There’s really no rhyme or reason as to why we spaced out our planting other than the fact that the kids are participating and we have chosen to move at their pace and take our time. It seemed to work out pretty well. The kids used Bed 2 as a play space for their trucks and animals until it was time to sow.
The seedlings in Bed 1 are just now peeking through the soil so it’s been exciting for our kids to see the daily progression. They’re now using a shady spot nearby, under a couple of trees, as their new play space for trucks and digging tools.
We have a nifty not-so-little rain gauge we’re going to attach to our front deck so our children can help us monitor the weekly rainfall amount. They can record their observations in a nature journal as they sketch whatever else catch's their interest.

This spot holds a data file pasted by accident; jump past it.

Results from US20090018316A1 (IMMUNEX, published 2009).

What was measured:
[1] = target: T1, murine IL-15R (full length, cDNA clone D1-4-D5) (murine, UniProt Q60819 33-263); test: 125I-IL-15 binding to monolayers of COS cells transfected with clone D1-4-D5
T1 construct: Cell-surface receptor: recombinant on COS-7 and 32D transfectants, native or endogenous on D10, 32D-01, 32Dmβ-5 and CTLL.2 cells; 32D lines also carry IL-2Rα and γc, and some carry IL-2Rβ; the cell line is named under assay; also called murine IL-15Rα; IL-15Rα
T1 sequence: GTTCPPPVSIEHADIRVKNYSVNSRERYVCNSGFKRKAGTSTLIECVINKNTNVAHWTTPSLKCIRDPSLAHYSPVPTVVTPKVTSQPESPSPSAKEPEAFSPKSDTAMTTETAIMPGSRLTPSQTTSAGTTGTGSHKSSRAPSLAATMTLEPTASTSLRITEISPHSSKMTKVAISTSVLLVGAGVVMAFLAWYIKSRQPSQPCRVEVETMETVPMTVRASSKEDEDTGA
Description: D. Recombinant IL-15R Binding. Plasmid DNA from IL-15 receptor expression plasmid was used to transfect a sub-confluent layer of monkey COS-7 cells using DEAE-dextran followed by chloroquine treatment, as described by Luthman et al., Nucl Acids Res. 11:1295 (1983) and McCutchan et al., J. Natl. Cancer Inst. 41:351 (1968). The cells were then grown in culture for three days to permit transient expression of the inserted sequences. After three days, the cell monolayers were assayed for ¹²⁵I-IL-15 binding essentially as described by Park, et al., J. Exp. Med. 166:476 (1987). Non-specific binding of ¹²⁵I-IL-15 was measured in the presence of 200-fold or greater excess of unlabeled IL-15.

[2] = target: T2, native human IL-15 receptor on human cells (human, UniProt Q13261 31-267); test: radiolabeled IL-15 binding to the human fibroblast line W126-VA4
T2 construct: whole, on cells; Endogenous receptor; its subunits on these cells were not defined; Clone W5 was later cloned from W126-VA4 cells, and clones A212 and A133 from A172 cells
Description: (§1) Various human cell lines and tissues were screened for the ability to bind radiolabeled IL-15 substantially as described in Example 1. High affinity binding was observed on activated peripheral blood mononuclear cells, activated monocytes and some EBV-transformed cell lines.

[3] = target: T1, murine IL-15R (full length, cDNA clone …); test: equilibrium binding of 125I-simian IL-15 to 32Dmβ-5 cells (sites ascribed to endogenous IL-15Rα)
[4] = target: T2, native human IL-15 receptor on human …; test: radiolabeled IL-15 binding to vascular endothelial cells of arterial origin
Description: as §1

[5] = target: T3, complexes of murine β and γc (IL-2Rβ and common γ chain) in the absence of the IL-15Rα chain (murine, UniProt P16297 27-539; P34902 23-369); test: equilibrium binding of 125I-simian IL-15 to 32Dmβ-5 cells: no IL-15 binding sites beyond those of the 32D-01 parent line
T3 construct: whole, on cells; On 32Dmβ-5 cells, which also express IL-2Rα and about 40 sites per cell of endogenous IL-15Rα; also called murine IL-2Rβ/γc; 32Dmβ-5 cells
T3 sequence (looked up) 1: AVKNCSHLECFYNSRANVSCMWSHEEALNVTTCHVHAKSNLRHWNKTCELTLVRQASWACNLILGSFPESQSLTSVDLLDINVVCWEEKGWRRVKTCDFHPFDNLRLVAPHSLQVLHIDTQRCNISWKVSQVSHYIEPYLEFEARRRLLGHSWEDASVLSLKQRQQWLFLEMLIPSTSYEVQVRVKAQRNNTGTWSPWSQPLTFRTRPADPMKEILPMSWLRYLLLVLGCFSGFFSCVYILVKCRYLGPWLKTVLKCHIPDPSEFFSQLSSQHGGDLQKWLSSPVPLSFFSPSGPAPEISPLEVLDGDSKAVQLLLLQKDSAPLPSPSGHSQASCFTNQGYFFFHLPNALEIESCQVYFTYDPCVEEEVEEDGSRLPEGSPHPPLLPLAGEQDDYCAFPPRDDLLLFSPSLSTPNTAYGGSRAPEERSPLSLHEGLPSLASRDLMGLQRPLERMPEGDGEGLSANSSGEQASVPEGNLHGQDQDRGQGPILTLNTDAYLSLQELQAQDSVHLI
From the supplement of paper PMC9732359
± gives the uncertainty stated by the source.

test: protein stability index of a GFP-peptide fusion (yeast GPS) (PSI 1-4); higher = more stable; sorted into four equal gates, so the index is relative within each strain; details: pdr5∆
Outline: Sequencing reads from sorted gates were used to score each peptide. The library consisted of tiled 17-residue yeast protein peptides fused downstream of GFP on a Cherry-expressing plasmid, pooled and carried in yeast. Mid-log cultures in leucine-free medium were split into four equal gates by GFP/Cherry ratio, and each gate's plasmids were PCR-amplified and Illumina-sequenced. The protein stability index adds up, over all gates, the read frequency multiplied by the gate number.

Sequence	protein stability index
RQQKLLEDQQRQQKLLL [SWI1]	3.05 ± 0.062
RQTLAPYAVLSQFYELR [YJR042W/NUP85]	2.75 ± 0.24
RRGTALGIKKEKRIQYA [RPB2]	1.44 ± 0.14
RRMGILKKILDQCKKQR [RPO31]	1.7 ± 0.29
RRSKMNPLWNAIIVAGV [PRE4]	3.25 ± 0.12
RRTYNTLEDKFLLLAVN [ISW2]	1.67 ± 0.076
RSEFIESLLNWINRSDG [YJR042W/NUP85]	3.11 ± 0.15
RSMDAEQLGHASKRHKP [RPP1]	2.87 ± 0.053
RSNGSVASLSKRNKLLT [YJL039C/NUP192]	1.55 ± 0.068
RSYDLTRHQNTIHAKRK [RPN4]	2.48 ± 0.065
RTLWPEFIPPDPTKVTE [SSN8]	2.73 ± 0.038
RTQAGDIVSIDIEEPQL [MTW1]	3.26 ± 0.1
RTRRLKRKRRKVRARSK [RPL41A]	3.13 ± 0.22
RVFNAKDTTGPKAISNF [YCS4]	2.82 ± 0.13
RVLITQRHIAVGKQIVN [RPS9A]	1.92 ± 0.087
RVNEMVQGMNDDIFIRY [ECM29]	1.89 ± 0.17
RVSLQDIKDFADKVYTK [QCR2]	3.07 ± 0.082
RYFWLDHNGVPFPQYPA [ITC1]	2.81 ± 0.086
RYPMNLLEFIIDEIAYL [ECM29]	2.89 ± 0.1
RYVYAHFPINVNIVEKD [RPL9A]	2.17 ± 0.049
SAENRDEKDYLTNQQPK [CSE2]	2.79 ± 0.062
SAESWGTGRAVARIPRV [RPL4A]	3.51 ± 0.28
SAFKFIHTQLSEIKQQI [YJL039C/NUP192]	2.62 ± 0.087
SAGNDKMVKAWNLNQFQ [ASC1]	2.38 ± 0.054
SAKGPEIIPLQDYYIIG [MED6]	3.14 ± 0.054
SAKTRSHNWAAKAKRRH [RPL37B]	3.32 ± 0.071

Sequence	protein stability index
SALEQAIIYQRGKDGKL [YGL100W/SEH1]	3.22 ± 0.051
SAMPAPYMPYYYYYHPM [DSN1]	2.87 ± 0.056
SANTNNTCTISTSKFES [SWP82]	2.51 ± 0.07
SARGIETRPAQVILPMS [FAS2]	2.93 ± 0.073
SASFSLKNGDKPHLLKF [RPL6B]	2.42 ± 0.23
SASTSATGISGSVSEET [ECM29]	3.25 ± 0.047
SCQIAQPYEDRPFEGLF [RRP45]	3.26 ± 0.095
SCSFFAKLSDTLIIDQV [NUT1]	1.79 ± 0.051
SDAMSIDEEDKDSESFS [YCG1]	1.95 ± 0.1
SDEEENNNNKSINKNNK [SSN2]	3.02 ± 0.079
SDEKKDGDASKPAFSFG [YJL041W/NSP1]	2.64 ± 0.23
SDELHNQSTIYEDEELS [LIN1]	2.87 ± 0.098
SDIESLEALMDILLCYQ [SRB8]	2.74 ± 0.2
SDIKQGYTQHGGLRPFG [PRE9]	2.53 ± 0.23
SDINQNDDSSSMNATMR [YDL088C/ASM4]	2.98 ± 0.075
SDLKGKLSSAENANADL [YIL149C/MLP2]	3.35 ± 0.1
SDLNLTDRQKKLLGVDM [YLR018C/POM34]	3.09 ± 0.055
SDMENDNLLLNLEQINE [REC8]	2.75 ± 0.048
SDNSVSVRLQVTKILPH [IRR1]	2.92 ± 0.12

Composting for Vegetable Garden
We’re chugging right along in our composting work. We’ve definitely forgotten to add our scraps to the pile and turn it a few times since it’s a new habit for us, but it’s definitely getting all earthy and compost.
The kids have also been adding to the pile and making observations about its appearance and the critters it’s attracting.
Now that we’re starting to see some growth, it’s a great opportunity for the kids to start journaling what they see. They love their art materials so we’ll see if there’s interest or if they’d prefer to continue digging in the dirt outside. They’ve found several animal bones, including a squirrel skull, so I’m pretty sure I know what they’d rather do but we’ll see.